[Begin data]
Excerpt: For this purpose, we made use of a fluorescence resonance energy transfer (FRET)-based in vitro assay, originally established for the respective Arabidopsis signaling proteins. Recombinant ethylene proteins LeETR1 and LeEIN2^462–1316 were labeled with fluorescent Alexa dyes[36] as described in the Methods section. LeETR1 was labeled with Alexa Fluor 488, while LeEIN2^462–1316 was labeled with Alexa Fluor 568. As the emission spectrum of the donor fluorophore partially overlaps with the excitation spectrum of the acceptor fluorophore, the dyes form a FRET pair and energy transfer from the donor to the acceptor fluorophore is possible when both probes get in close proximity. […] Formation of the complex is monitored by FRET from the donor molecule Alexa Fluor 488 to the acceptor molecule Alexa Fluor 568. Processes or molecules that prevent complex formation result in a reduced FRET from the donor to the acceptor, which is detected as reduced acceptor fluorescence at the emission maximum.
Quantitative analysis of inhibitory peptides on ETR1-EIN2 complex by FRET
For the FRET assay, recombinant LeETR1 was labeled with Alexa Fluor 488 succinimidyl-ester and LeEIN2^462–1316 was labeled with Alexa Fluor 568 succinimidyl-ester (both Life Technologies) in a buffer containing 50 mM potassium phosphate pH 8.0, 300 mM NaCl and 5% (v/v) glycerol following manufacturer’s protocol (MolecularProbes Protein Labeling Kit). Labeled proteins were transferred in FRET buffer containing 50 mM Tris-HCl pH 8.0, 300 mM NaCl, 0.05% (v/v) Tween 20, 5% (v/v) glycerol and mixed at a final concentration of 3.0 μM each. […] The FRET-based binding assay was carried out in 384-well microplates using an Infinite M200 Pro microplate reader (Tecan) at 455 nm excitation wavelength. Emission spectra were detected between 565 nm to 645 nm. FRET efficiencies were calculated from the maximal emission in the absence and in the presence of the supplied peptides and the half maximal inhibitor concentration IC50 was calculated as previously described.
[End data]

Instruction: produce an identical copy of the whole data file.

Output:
Excerpt: For this purpose, we made use of a fluorescence resonance energy transfer (FRET)-based in vitro assay, originally established for the respective Arabidopsis signaling proteins. Recombinant ethylene proteins LeETR1 and LeEIN2^462–1316 were labeled with fluorescent Alexa dyes[36] as described in the Methods section. LeETR1 was labeled with Alexa Fluor 488, while LeEIN2^462–1316 was labeled with Alexa Fluor 568. As the emission spectrum of the donor fluorophore partially overlaps with the excitation spectrum of the acceptor fluorophore, the dyes form a FRET pair and energy transfer from the donor to the acceptor fluorophore is possible when both probes get in close proximity. […] Formation of the complex is monitored by FRET from the donor molecule Alexa Fluor 488 to the acceptor molecule Alexa Fluor 568. Processes or molecules that prevent complex formation result in a reduced FRET from the donor to the acceptor, which is detected as reduced acceptor fluorescence at the emission maximum.
Quantitative analysis of inhibitory peptides on ETR1-EIN2 complex by FRET
For the FRET assay, recombinant LeETR1 was labeled with Alexa Fluor 488 succinimidyl-ester and LeEIN2^462–1316 was labeled with Alexa Fluor 568 succinimidyl-ester (both Life Technologies) in a buffer containing 50 mM potassium phosphate pH 8.0, 300 mM NaCl and 5% (v/v) glycerol following manufacturer’s protocol (MolecularProbes Protein Labeling Kit). Labeled proteins were transferred in FRET buffer containing 50 mM Tris-HCl pH 8.0, 300 mM NaCl, 0.05% (v/v) Tween 20, 5% (v/v) glycerol and mixed at a final concentration of 3.0 μM each. […] The FRET-based binding assay was carried out in 384-well microplates using an Infinite M200 Pro microplate reader (Tecan) at 455 nm excitation wavelength. Emission spectra were detected between 565 nm to 645 nm. FRET efficiencies were calculated from the maximal emission in the absence and in the presence of the supplied peptides and the half maximal inhibitor concentration IC50 was calculated as previously described.